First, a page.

After the fire, after what was left of the house had been torn down and hauled away, the lot filled with weeds and trash. Cats screamed and fucked, waking neighbors. Kids skipped school and huffed bags of cooking spray. Diego Ramirez repainted the back of the collapsing garage repeatedly to cover the endless graffiti. After six months, Beatriz had had enough and began calling the alderman’s office.
The old man who’d died in the fire didn’t seem to have any family. No one would want the place even if a deed could be found since the city’s cheap demolition job had left the basement intact underground. Again, Seth Winslow considered getting out of the alderman game and trying something relaxing like insurance sales. He sighed and instructed an aide to come up with something.
Diego got the guys together to put up a fence that kept the kids, if not the cats, out. Eventually everyone forgot about Boris Manley and his strange, old house.
Livingston Manley didn’t forget but, from the age of sixteen on, she gave it her best shot. At first she tried moving over to the east side but that wasn’t far enough. France would have been good, but she tried upstate instead. What a mess that had turned out to be.
Moving to Miami would do the trick, right? No place else had, but Miami turned out to be different. She found work in a little boutique, got a tan and lost eighteen pounds. Anyone from the old neighborhood would have passed her like a stranger on the street. But she knew the truth; God knows the old man had told her often enough.
Girls like you, Livvie, you just need to be happy with what ya got. You ain’t got it so bad. See? You’re decent enough looking. C’mere.
She should find some not terrible guy with a not terrible job and start having kids.
“Liv, babe, you got a visitor.” Shondelle, the manager at Periwinkle, stuck her head around the corner.
Livingston froze. Visitor?
“Are you Livingston Manley?” The guy was a stranger and let nothing show.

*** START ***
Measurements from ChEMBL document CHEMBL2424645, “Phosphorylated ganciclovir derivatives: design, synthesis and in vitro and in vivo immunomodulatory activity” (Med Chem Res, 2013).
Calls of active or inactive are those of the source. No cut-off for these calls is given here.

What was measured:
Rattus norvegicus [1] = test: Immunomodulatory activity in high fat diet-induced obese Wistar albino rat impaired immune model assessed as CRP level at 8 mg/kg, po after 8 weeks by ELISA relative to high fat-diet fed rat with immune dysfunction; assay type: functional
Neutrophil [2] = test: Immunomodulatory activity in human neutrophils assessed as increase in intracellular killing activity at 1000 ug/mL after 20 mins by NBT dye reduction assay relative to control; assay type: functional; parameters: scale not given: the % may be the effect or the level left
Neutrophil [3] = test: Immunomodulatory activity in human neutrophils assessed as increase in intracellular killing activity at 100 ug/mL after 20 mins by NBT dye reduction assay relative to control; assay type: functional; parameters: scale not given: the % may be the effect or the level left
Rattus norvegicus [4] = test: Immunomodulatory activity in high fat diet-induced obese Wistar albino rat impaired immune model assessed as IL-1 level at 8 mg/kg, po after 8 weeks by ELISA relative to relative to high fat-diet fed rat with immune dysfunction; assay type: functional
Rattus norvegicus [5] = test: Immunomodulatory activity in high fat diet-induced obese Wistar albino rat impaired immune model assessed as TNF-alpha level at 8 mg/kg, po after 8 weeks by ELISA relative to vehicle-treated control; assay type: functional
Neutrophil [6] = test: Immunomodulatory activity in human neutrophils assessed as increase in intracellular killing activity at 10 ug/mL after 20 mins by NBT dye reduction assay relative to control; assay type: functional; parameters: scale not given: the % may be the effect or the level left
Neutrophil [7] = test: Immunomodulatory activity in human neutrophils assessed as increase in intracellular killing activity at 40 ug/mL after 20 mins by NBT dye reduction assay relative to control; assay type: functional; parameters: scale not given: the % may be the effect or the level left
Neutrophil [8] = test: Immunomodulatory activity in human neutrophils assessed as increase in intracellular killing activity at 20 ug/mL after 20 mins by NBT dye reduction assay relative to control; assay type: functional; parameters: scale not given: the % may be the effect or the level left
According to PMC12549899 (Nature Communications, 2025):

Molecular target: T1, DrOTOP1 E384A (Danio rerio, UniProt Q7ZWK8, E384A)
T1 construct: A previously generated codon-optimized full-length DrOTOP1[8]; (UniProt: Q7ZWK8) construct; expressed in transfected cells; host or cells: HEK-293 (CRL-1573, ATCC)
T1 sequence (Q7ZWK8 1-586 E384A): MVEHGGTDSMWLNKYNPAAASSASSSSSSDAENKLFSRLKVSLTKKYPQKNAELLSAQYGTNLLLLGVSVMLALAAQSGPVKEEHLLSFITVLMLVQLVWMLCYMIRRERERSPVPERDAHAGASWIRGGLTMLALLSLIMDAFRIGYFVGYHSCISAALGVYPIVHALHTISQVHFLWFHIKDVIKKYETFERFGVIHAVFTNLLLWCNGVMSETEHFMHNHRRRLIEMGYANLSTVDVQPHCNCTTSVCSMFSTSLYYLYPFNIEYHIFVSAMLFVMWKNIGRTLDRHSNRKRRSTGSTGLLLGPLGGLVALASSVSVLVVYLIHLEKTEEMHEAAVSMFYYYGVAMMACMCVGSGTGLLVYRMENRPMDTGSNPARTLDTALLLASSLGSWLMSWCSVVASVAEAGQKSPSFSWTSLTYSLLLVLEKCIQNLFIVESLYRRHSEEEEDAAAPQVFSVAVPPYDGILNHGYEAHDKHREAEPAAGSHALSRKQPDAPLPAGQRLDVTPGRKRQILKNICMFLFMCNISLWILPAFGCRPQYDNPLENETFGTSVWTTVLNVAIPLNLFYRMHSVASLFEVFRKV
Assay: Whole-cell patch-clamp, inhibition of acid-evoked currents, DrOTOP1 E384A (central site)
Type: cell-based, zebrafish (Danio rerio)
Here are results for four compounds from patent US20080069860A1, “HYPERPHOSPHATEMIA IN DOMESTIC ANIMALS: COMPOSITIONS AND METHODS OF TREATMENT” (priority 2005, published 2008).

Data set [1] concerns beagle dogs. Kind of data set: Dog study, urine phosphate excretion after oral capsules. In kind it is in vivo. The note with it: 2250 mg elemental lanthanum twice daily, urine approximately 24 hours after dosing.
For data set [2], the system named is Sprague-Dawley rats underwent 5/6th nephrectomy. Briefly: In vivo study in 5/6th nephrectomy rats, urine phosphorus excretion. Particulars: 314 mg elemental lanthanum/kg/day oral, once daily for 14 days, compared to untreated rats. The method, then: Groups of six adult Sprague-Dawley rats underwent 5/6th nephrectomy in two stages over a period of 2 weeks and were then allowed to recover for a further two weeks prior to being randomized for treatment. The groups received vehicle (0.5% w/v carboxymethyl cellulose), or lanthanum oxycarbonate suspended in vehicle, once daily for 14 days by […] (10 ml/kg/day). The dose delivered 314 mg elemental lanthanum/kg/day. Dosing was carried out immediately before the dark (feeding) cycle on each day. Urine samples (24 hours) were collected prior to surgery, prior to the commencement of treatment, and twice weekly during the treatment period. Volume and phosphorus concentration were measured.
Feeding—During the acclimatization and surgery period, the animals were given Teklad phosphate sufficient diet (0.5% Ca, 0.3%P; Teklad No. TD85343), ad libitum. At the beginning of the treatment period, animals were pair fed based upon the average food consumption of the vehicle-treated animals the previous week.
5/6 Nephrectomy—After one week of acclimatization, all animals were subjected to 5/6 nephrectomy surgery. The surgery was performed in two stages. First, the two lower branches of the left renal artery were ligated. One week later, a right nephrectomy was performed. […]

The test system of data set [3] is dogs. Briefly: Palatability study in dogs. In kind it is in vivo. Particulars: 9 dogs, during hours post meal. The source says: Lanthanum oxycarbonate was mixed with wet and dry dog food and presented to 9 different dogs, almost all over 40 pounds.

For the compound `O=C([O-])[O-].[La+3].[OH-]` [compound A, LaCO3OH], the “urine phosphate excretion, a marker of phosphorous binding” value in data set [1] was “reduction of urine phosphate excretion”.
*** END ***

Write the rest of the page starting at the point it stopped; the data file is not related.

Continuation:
“You’ve been served.” He put the long white envelope in her hand and walked out.
A week later, another lifetime later, Livingston turned the corner she’d sworn she would never turn again and there it was. There it wasn’t. The gray green shingled house with those aluminum awnings over each window wasn’t there. There was a fence instead. There was thin air where there used to be a bedroom with a door that locked from the outside. She stood there and stared.
“You lost?” The kid looked to be about eight.
“I sure am.” She’d give anything for a cigarette right now. “You remember the house that used to be here?”
“Not really. The fire happened when I was little.” He picked at something on his head. “Was it yours?”
“Is there a way in?” She walked over to the fence. It seemed solid.
“What’s in it for me?”
She looked at the kid for awhile. How badly did she need to walk that ground again anyway? Five bucks got her to where the fence met the corner of the garage. He ducked in through a gap and disappeared.
“This way. Come on!” The kid had opened the side door. The garage, dim and oily, was exactly the right passage to take Livingston back. She followed the kid out the back door and into the old yard.
Livingston made one slow circuit of the bumpy, broken ground. She reached the remaining first step of the front porch and was surprised to find herself ready to face what was no more. Old truths and older lies were crumbling underground with that basement. She stepped into what was no longer a living room with all the furniture facing the long-gone television.
After awhile the kid split and still she stood there. Was she waiting for some kind of “closure”, some sign? Finally she walked over to where the old Emerson TV had been and leaned down to switch it off.
Time to go.
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